Two years after oil prices began their drastic decline and brought the energy sector’s most recent boom to a grinding halt, they have begun to make a comeback in the first half of 2016. Middle market independent producers, however, have a long way to go before they return to healthy growth, with the near-term outlook looking bleak—and investor sentiment signalling that their mood towards middle market oil and gas companies has soured globally.
According to a new study from BDO, a leading global accounting and consulting firm, the median market cap among middle market oil and gas companies dropped 58% between 2014 and 2015—from USD $219 million to $91 million. Historic price-earnings (PE) ratios took a hit as well, decreasing as abruptly as earnings. The median historic PE ratio fell to 6.4 this year, compared to 12.4 last year and an overall high of 25.6 in 2010. Now that the sector has gotten its reality check, however, it is perhaps poised to make a steadier—and arguably more sustainable—recovery.
“The middle market has been instrumental in the growth of the international energy sector, helping to decentralise the industry and spread the wealth well beyond OPEC to all corners of the globe,” says Charles Dewhurst, Global Leader of the Natural Resources industry group at BDO. “But the rapid growth we saw over the past decade was unlikely to last, and it appears that many may have lost sight of the energy industry’s susceptibility to boom and bust cycles. But now that the oil price downturn has checked our collective hubris, we are in a position to reorient, re-evaluate and rebuild.”
These findings are from the BDO 2016 Global Energy Middle Market Monitor, which reviews and analyses financial data reported by 304 publicly traded middle market oil and gas companies from 37 country and international stock exchanges from 2010 to 2015. The companies analysed reported revenues up to $1.5 billion, with median revenue of $67.6 million. Companies were primarily traded on exchanges in Australia, Canada, the United Kingdom and the United States.
Additional findings from the BDO 2016 Global Energy Middle Market Monitor include:
Industry struggles with declining revenues, profits. Year-over-year changes in median annual revenue highlight that the pain of the price slump truly hit the global energy sector in 2015: The median revenue across all companies assessed fell by about 30%, from $96.9 million in 2014 to $67.6 million in 2015. As revenues have slipped, so have profits for middle market oil and gas companies. Globally, median pre-tax income declined from $5.9 million in 2014 to a net loss of $30.2 million in 2015, an overwhelming 614% decrease. After taxes, net income dropped from $5.1 million to a loss of $30.5 million, a seven-fold decline.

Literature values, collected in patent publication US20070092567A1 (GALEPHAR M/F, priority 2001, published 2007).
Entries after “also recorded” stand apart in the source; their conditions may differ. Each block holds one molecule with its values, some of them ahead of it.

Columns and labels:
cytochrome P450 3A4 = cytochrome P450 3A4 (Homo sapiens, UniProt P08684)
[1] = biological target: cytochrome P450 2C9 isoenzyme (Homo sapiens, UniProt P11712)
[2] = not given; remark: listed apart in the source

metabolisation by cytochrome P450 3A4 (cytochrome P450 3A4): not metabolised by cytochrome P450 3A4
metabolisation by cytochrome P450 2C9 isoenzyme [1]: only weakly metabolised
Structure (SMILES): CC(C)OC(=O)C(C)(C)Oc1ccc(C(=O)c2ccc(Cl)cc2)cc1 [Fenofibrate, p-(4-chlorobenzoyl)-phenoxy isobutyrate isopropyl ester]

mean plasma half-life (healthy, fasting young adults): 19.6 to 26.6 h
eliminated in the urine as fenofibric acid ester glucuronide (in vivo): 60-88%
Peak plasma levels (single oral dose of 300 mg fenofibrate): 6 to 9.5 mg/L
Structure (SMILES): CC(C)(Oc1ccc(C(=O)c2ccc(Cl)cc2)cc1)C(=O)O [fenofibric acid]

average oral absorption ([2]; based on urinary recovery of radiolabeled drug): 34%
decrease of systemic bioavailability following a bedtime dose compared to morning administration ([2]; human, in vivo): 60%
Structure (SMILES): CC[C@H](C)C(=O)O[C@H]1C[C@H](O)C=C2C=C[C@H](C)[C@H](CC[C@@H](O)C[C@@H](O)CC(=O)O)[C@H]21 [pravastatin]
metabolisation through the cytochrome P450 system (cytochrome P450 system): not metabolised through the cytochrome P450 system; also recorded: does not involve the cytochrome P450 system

Energy companies fight to secure capital. As margins and investor confidence have slipped, oil and gas companies have struggled to secure capital to keep their businesses afloat. Last year’s Global Energy Middle Market Monitor found that companies had grown more leveraged as they turned to debt financing to weather the storm, and this year’s study reveals that this trend largely continued in 2015. The median debt ratio grew by nearly 25% this year, with Australia seeing debt ratios double. Meanwhile, the U.K. saw a modest 11% increase, while Canada and the U.S. saw median debt ratios largely in line with global trends.
North American companies see resilience in reserves vitality. Despite a daunting industry outlook, North American companies have found one bright point: robust reserves vitality. While median reserves in general have fallen 35% over the past year—from 51 million barrels of oil equivalent (BOE) to 33 million BOE—the median reserve replacement rate remains at 101%. Though less than last year’s median replacement rate, which reached more than 250%, the figure nevertheless demonstrates middle market North American companies’ ability to maintain momentum in the midst of declining prices.